Russian Truckers Declared ‘Foreign Agents’

(Source: Novaya Gazeta)

Following an inspection by the Ministry of Justice, the Russian truckers organization Association of Russian Carriers (Obedinenie Perevozchikov Rossii—OPR) has been declared a “foreign agent.” The organization was originally formed to protest the introduction of the Platon toll system in 2015 (see EDM, November 30, 2015). The truckers were included on the register of foreign agents following an unscheduled audit of their documentation. A spokesperson from the organization, Andrei Buzhatin, said that the reasons for their inclusion on the register are unclear: “We had a check from the Ministry of Justice, and they told me that they sent us the verification materials three days ago, but we do not know why they requested this, as we generally have no contacts with foreigners” (, December 1). The instructions to register came after a meeting underneath the New Year Tree on Lenin Square, in St. Petersburg, where the truckers came to demonstrate against once more against the Platon toll system. Platon “is not aimed at regulating our roads,” the protesters declared, “It is just a plunder of our country. Because of the Platon system, goods have increased in value two or three times. All of this money comes out of our pockets” (, November 27).

In an interview with the venerable liberal newspaper Novaya Gazeta, Buzhatin said, “We are planning a new strike from December 15 to 25. The authorities are again trying to raise fines for non-participation in the Platon system—from 5,000 to 20,000 rubles [$85–$340]. This has outraged carriers, not only members of the OPR. But this is not the only reason. Also, the excise duty is rising. This, like Platon, affects every person in Russia. There are also other problems in our industry. The Ministry of Transport recently invented a regular check of professional fitness, as well as divisions between private entrepreneurs and professional drivers. Specialists who talk about such criteria are clearly divorced from reality.” Promising to “stop the traffic as much as possible… [and] everywhere we will set up protest camps,” Buzhatin continued to criticize as counterproductive the authorities’ approach to the protesters, saying, “You can drive us away as much as you like, but it is silly. As practice shows, this does nothing for the punishers, and we just add OPR members. Fighting with your own people is wrong. Maybe they will be able to intimidate someone, but this does not solve the problem. Already today in our industry there are radical people who are tired of everything. We, as a union, are trying to establish with them some contact, to restrain their protest. But no one knows in what “partisan” direction these people will turn. It is very difficult to understand what motivates the authorities in our country” (Novaya Gazeta, December 5). Thus, the actions of the authorities may be creating the very threat they seek to fight against.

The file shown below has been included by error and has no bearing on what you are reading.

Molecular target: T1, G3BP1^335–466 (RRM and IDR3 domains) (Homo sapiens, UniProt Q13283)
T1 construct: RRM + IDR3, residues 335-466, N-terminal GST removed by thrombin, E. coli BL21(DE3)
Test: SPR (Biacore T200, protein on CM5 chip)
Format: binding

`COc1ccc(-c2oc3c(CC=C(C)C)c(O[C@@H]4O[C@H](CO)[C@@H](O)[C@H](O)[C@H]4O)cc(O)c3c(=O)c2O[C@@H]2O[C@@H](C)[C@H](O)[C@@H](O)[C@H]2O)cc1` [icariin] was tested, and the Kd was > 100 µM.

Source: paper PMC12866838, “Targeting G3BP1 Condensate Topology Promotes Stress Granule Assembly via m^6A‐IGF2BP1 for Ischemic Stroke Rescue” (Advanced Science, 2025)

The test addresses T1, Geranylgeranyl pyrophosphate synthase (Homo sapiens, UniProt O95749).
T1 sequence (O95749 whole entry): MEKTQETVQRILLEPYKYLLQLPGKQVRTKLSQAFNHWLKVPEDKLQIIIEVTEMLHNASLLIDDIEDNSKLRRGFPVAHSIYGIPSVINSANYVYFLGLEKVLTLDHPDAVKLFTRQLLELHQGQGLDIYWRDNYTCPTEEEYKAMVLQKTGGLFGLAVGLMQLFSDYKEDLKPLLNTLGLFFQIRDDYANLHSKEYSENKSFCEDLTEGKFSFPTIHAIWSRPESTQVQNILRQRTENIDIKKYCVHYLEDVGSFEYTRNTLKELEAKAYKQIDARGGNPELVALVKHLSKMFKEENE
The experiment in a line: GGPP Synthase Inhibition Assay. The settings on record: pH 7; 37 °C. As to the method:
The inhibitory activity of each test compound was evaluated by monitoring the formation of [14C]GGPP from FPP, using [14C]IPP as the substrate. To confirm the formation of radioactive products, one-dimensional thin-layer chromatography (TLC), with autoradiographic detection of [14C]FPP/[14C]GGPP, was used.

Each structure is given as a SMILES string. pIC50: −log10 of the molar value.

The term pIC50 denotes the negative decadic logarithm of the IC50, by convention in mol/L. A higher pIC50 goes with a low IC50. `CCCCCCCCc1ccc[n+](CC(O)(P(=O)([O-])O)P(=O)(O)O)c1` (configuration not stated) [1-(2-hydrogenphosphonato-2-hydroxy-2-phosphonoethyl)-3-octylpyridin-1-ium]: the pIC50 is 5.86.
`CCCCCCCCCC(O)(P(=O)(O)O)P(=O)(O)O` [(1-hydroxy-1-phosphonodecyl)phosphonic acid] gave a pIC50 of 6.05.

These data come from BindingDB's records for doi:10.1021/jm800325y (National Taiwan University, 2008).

The truckers initially became a source of opposition to the Kremlin over plans to introduce the “Platon” system to track and tax Russian long-distance drivers. The system is said to be owned in part by Igor Rotenburg, the son of a close friend of Vladimir Putin, Arkady Rotenburg (see EDM, November 30, 2016). The truckers’ strike has been endorsed by opposition leader Alexei Navalny. And in the battle for hearts and minds ahead of the election (if Navalny is permitted to run), his influence could be important. Indeed, in the restricted Russian political landscape, social/economic protest has become one of the only ways in which opposition to the authorities can be given voice. The truckers, moreover, appear to be one of the few organizations capable of generating truly national opposition to the system—as witnessed by the March 2017 demonstrations, which saw more than 10,000 drivers participate in protest actions throughout Russia, including in St. Petersburg, Kazan and Primorsky (, March 27). The irony is that the while the West has tried to increase pressure on the Putin regime through external sanctions, the latter’s own short-sighted and avaricious actions may actually create far more significant problems.